LCHF Healthcare Professional Support

Here is our current list of Healthcare Professionals experienced in LCHF nutrition.

For more information on introducing a Low Carb Diet safely see Jessica Turton, Accredited Practising Dietitian (APD), talk on ‘Evidence-based Practice: Low-Carbohydrate Diets’.  The role of diet in a wide range of health conditions and symptoms, including obesity, insulin resistance syndrome, hypertension, PCOS, dyslipidaemia, gastrointestinal issues and more.

What are the side effects to going LCHF?

Some people experience various temporary side effects when converting to a Low Carb, High Fat diet. This is a result of your body switching from using carbohydrates as its primary fuel source to using fat as a fuel. For most of these people the side effects tend to be mild and do not last longer than a week.

Foods that are high in carbohydrates increase water retention in your body. When you stop eating these foods the excess water is excreted through the kidneys and the body can become mildly dehydrated and deficient in salts. The physical effects of this in the short term may include headaches, dizziness, shivers, sweats, cramping, irritability, heart palpitations, muscle pain and fatigue. These complaints can be minimised by increasing your intake of fluids and your salt intake. Drinking more water, adding salt to your food and drinking bone broth will aid in the transition period.

Will LCHF raise my cholesterol?

Most people are familiar with Total, HDL and LDL cholesterol as well as the concept of ‘good’ and ‘bad’ cholesterol. It is generally accepted that high HDL levels (good cholesterol) indicate a low risk of heart disease and high LDL levels (bad cholesterol) indicate an increased risk.

These concepts of ‘good’ and ‘bad are too simplistic however, as LDL cholesterol has numerous subtypes, primarily based on the size of the particles. This means that high levels of small and dense LDL particles indicate a high risk of heart disease while high levels of large and fluffy LDL particles indicate a low risk.When considering how a Low Carb, High Fat diet will affect your cholesterol levels it is important to remember that this resource should be not be considered medical advice. You should discuss any dietary changes with a medical professional and get your blood screened before commencing an LCHF diet. In addition to regular blood testing, have your doctor measure your LDL-p or ApoB – these are two ways of measuring your LDL particle number.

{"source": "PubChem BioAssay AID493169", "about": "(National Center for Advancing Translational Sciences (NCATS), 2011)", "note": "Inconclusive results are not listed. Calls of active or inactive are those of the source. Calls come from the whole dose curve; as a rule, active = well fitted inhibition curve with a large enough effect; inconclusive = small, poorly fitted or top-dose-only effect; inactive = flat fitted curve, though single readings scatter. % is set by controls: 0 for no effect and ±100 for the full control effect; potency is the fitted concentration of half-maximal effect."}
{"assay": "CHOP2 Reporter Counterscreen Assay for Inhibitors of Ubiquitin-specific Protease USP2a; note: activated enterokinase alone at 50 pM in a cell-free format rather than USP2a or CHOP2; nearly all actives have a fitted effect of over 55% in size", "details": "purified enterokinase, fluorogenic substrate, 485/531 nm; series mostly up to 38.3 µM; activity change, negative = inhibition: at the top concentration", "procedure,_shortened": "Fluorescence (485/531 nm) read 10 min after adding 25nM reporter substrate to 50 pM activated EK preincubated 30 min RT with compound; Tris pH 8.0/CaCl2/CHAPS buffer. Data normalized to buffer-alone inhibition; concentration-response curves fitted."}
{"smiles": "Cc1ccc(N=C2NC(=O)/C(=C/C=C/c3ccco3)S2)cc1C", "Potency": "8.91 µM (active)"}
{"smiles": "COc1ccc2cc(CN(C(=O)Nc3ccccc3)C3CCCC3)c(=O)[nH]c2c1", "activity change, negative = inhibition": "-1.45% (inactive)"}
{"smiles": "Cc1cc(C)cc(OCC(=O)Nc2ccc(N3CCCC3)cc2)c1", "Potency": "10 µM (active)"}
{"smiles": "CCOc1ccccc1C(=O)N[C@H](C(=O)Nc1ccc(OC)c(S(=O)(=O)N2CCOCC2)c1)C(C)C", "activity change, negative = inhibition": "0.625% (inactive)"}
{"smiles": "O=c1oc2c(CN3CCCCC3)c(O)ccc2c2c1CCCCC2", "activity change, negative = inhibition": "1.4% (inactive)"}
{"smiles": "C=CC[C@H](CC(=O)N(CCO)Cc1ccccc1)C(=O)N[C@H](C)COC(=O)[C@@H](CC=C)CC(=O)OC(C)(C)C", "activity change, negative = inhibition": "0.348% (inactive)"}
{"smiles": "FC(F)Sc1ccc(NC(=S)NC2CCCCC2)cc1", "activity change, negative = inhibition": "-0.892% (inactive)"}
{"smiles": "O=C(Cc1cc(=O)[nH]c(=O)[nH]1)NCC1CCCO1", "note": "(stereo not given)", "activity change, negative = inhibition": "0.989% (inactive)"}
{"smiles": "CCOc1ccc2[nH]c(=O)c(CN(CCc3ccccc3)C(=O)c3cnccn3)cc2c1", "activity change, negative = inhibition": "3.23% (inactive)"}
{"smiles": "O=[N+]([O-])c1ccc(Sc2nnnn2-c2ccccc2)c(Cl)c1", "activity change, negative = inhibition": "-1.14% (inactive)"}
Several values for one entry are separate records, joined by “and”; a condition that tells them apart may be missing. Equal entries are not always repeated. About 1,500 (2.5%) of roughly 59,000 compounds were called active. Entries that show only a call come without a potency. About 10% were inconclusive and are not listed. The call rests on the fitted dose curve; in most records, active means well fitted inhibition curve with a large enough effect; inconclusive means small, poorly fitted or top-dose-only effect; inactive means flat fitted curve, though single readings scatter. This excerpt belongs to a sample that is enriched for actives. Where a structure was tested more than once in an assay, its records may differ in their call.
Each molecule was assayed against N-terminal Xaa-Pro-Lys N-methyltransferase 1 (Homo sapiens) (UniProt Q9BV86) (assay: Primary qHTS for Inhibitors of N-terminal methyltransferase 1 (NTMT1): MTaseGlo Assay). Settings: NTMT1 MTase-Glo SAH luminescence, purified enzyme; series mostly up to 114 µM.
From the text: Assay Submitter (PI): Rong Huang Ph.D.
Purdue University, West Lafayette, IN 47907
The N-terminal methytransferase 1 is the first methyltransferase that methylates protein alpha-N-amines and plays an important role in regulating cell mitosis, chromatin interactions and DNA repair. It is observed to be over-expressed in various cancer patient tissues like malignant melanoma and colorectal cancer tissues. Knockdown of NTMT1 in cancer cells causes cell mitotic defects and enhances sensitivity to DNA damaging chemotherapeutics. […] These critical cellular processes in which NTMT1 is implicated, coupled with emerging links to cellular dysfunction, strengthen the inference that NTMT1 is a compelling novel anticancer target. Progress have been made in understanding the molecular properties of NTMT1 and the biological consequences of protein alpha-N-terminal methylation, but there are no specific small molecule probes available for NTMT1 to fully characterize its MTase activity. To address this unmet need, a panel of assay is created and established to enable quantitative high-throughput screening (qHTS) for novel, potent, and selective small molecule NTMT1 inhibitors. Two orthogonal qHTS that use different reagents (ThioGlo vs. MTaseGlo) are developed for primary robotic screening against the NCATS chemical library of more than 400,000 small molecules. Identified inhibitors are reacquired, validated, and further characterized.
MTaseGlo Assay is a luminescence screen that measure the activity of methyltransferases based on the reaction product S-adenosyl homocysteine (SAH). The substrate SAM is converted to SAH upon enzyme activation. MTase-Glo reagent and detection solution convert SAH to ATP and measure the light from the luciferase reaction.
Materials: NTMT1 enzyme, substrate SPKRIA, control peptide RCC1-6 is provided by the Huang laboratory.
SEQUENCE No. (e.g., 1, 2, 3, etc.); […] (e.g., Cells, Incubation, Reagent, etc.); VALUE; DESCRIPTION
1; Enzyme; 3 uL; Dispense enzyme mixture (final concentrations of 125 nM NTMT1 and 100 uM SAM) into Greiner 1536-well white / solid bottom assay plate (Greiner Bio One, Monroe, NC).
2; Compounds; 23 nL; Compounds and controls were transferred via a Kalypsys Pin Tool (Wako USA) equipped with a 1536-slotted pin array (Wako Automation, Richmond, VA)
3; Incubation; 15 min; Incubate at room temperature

In the majority of people eat a Low Carb, High Fat diet, HDL levels tend to go up. Triglyceride levels will tend to go down and Total and LDL cholesterol tend to remain the same. LDL particle size tends to increase and LDL particle numbers tend to decrease. A small subset of people who eat Low Carb, High Fat experience increased cholesterol levels, including increases in Total and LDL cholesterol as well as increases LDL particle number.

For more information on cholesterol, Low Carb, High Fat and understanding blood test results please see our videos below featuring A/Prof. Ken Sikaris.

How much protein should I eat?

How much protein to eat on a LCHF diet is highly individual, based on a number of factors.

Protein plays has an important roles in the body.  Along with carbohydrates and fats, protein is one of the three macronutrients, often called ‘macros’, in food.

Here we introduce the essentials about determining protein intake on your low-carb or keto lifestyle.

How much protein should I eat?

How to determine how much protein to eat

Determine individual protein intake by multiplying lean body mass by a factor determined by your activity level, according to Dr Jeff Volek and Dr. Stephen Phinney.  The multiplying factor is between 1.3 to 2.2 grams per kilogram of lean body mass.

These daily totals, with the total grams consumed divided by the daily meals.  A daily protein requirement of 90g divided by 3 daily meals equals 30 grams of protein at each meal.